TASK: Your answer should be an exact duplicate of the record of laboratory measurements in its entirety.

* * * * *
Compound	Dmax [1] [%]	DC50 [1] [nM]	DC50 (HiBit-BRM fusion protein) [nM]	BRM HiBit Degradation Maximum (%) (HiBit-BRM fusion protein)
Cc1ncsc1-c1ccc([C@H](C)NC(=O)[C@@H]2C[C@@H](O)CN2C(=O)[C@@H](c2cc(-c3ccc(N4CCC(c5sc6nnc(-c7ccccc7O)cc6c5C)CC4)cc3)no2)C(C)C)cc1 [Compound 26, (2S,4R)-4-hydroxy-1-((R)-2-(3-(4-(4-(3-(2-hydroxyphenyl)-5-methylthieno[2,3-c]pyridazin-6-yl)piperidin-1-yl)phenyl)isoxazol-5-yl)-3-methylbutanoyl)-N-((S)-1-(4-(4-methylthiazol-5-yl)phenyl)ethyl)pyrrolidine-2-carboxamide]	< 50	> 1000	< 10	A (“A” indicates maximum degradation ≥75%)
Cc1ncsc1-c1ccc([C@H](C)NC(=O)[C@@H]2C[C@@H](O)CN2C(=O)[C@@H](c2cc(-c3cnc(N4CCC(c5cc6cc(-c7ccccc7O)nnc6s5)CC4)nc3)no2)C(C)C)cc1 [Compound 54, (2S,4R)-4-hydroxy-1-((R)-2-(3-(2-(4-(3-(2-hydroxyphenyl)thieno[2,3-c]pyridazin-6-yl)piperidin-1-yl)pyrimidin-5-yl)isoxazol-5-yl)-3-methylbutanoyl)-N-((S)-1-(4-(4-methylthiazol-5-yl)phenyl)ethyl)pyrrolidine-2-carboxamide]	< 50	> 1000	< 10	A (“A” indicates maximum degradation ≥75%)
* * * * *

Compound	Dmax [1] [%]	DC50 [1] [nM]	DC50 (HiBit-BRM fusion protein) [nM]	BRM HiBit Degradation Maximum (%) (HiBit-BRM fusion protein)
Cc1ncsc1-c1ccc([C@H](C)NC(=O)[C@@H]2C[C@@H](O)CN2C(=O)[C@@H](c2cc(-c3ccc(N4CCC(c5sc6nnc(-c7ccccc7O)cc6c5C)CC4)cc3)no2)C(C)C)cc1 [Compound 26, (2S,4R)-4-hydroxy-1-((R)-2-(3-(4-(4-(3-(2-hydroxyphenyl)-5-methylthieno[2,3-c]pyridazin-6-yl)piperidin-1-yl)phenyl)isoxazol-5-yl)-3-methylbutanoyl)-N-((S)-1-(4-(4-methylthiazol-5-yl)phenyl)ethyl)pyrrolidine-2-carboxamide]	< 50	> 1000	< 10	A (“A” indicates maximum degradation ≥75%)
Cc1ncsc1-c1ccc([C@H](C)NC(=O)[C@@H]2C[C@@H](O)CN2C(=O)[C@@H](c2cc(-c3cnc(N4CCC(c5cc6cc(-c7ccccc7O)nnc6s5)CC4)nc3)no2)C(C)C)cc1 [Compound 54, (2S,4R)-4-hydroxy-1-((R)-2-(3-(2-(4-(3-(2-hydroxyphenyl)thieno[2,3-c]pyridazin-6-yl)piperidin-1-yl)pyrimidin-5-yl)isoxazol-5-yl)-3-methylbutanoyl)-N-((S)-1-(4-(4-methylthiazol-5-yl)phenyl)ethyl)pyrrolidine-2-carboxamide]	< 50	> 1000	< 10	A (“A” indicates maximum degradation ≥75%)